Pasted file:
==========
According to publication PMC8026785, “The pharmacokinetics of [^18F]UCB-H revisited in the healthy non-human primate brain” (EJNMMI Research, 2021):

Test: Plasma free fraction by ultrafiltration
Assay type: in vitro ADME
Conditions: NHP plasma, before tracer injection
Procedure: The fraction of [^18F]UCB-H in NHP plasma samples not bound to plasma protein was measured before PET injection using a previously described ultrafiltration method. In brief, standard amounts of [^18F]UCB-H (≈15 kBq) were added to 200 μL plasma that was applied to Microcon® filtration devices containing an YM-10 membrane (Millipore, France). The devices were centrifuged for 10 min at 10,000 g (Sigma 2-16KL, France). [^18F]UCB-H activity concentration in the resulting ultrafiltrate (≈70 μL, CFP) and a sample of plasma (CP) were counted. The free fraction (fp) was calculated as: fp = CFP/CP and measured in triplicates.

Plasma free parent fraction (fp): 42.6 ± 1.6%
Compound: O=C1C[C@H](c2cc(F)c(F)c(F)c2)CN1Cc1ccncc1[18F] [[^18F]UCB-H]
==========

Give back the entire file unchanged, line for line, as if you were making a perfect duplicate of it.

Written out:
According to publication PMC8026785, “The pharmacokinetics of [^18F]UCB-H revisited in the healthy non-human primate brain” (EJNMMI Research, 2021):

Test: Plasma free fraction by ultrafiltration
Assay type: in vitro ADME
Conditions: NHP plasma, before tracer injection
Procedure: The fraction of [^18F]UCB-H in NHP plasma samples not bound to plasma protein was measured before PET injection using a previously described ultrafiltration method. In brief, standard amounts of [^18F]UCB-H (≈15 kBq) were added to 200 μL plasma that was applied to Microcon® filtration devices containing an YM-10 membrane (Millipore, France). The devices were centrifuged for 10 min at 10,000 g (Sigma 2-16KL, France). [^18F]UCB-H activity concentration in the resulting ultrafiltrate (≈70 μL, CFP) and a sample of plasma (CP) were counted. The free fraction (fp) was calculated as: fp = CFP/CP and measured in triplicates.

Plasma free parent fraction (fp): 42.6 ± 1.6%
Compound: O=C1C[C@H](c2cc(F)c(F)c(F)c2)CN1Cc1ccncc1[18F] [[^18F]UCB-H]